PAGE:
It seems like social isolation has become synonymous with Aspergers. If everyone who experiences social isolation throughout 25 years of life really has Aspergers, then Aspergers has no clinical validity—and, having raised a kid who was diagnosed with Aspergers, I can say that social isolation was part of what troubled him, but not the whole story. In my opinion, having Aspergers doesn’t make you a psychopath, but you could be a psychopath and also have Aspergers. Who knows what Christopher Krumm’s diagnoses would have been if we had accurate, posthumous data based on valid clinical assessments? –P.S. for Juggernaut, I finally got around to responding to your post on my blog. –Angel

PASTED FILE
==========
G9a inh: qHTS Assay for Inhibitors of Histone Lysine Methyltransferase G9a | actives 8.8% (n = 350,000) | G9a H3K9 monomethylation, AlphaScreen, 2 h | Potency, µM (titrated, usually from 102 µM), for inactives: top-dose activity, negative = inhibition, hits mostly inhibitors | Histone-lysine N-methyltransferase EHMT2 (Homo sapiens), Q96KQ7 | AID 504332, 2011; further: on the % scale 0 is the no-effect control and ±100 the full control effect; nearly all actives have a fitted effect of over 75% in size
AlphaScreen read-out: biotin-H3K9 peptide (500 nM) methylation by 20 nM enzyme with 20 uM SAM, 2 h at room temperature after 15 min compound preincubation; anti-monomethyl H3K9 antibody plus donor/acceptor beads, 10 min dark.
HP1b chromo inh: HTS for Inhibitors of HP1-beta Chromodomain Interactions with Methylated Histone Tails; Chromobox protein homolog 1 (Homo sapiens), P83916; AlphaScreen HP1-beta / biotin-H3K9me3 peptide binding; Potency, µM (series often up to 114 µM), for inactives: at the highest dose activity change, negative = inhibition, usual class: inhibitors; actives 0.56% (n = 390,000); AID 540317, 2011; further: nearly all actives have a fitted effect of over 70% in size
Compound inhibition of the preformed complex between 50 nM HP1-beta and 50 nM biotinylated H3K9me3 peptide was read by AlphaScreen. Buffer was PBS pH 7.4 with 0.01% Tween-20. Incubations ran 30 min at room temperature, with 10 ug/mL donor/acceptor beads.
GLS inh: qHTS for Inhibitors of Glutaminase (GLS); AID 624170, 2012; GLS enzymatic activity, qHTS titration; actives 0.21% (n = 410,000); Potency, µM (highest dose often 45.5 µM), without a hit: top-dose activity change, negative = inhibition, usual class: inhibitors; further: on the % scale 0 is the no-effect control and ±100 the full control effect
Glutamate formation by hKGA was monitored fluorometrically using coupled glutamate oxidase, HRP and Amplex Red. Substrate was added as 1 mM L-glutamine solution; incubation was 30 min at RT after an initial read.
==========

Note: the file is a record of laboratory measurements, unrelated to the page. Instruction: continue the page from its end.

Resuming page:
• angelofletters Says:

        After I posted my last comment, I realized that I used the designation “psychopath” carelessly. True psychopaths are good at manipulating people by seeing “what makes them tick”—exactly the opposite of Aspergers. People with borderline personality disorder (now called emotional disregulation), however, are prone to rash, impulsive reactions that are out of proportion with what’s going on. Sudden, drastic rage is frequent, and predisposes those with emotional disregulation to suicide and homicide. This is an example of condition that could coexist with Aspergers and propel the affected person to acts of madness. –Angel